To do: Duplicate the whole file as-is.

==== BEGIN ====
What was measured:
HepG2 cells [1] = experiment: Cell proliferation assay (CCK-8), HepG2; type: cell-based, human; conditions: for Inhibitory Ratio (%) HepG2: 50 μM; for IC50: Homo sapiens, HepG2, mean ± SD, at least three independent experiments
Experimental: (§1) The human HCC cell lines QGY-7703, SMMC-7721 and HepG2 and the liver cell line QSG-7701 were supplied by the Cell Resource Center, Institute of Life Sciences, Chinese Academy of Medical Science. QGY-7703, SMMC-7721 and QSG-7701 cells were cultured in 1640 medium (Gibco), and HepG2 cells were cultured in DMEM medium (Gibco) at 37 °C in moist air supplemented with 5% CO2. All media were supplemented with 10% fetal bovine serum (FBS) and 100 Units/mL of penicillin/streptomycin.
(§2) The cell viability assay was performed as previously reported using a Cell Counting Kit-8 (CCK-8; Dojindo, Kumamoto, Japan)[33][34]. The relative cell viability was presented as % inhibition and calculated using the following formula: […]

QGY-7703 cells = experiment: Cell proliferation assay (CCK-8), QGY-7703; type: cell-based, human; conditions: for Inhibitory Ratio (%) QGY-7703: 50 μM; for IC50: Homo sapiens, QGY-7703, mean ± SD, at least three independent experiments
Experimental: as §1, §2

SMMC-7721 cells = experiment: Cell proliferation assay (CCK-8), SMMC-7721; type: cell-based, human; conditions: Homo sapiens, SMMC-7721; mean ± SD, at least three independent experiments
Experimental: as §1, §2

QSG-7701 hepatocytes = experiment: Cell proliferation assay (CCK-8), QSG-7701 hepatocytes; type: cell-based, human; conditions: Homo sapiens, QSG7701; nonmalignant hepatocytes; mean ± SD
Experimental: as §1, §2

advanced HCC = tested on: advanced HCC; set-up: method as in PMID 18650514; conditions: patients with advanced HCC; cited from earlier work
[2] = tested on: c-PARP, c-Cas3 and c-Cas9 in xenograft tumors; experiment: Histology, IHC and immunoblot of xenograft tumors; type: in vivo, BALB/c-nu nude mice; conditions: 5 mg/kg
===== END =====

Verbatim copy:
What was measured:
HepG2 cells [1] = experiment: Cell proliferation assay (CCK-8), HepG2; type: cell-based, human; conditions: for Inhibitory Ratio (%) HepG2: 50 μM; for IC50: Homo sapiens, HepG2, mean ± SD, at least three independent experiments
Experimental: (§1) The human HCC cell lines QGY-7703, SMMC-7721 and HepG2 and the liver cell line QSG-7701 were supplied by the Cell Resource Center, Institute of Life Sciences, Chinese Academy of Medical Science. QGY-7703, SMMC-7721 and QSG-7701 cells were cultured in 1640 medium (Gibco), and HepG2 cells were cultured in DMEM medium (Gibco) at 37 °C in moist air supplemented with 5% CO2. All media were supplemented with 10% fetal bovine serum (FBS) and 100 Units/mL of penicillin/streptomycin.
(§2) The cell viability assay was performed as previously reported using a Cell Counting Kit-8 (CCK-8; Dojindo, Kumamoto, Japan)[33][34]. The relative cell viability was presented as % inhibition and calculated using the following formula: […]

QGY-7703 cells = experiment: Cell proliferation assay (CCK-8), QGY-7703; type: cell-based, human; conditions: for Inhibitory Ratio (%) QGY-7703: 50 μM; for IC50: Homo sapiens, QGY-7703, mean ± SD, at least three independent experiments
Experimental: as §1, §2

SMMC-7721 cells = experiment: Cell proliferation assay (CCK-8), SMMC-7721; type: cell-based, human; conditions: Homo sapiens, SMMC-7721; mean ± SD, at least three independent experiments
Experimental: as §1, §2

QSG-7701 hepatocytes = experiment: Cell proliferation assay (CCK-8), QSG-7701 hepatocytes; type: cell-based, human; conditions: Homo sapiens, QSG7701; nonmalignant hepatocytes; mean ± SD
Experimental: as §1, §2

advanced HCC = tested on: advanced HCC; set-up: method as in PMID 18650514; conditions: patients with advanced HCC; cited from earlier work
[2] = tested on: c-PARP, c-Cas3 and c-Cas9 in xenograft tumors; experiment: Histology, IHC and immunoblot of xenograft tumors; type: in vivo, BALB/c-nu nude mice; conditions: 5 mg/kg